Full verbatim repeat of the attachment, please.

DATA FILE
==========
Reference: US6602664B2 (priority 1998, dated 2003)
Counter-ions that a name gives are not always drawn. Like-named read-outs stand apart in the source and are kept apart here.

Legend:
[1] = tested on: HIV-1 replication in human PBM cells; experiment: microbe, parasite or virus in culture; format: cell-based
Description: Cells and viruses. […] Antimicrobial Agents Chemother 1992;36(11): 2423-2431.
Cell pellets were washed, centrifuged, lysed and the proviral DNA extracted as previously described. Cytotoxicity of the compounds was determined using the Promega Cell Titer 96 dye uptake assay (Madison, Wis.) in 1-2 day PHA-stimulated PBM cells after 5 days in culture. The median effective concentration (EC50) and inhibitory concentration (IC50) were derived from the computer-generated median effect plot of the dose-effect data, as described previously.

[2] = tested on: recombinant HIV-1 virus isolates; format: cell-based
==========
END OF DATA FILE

Reference: US6602664B2 (priority 1998, dated 2003)
Counter-ions that a name gives are not always drawn. Like-named read-outs stand apart in the source and are kept apart here.

Legend:
[1] = tested on: HIV-1 replication in human PBM cells; experiment: microbe, parasite or virus in culture; format: cell-based
Description: Cells and viruses. […] Antimicrobial Agents Chemother 1992;36(11): 2423-2431.
Cell pellets were washed, centrifuged, lysed and the proviral DNA extracted as previously described. Cytotoxicity of the compounds was determined using the Promega Cell Titer 96 dye uptake assay (Madison, Wis.) in 1-2 day PHA-stimulated PBM cells after 5 days in culture. The median effective concentration (EC50) and inhibitory concentration (IC50) were derived from the computer-generated median effect plot of the dose-effect data, as described previously.

[2] = tested on: recombinant HIV-1 virus isolates; format: cell-based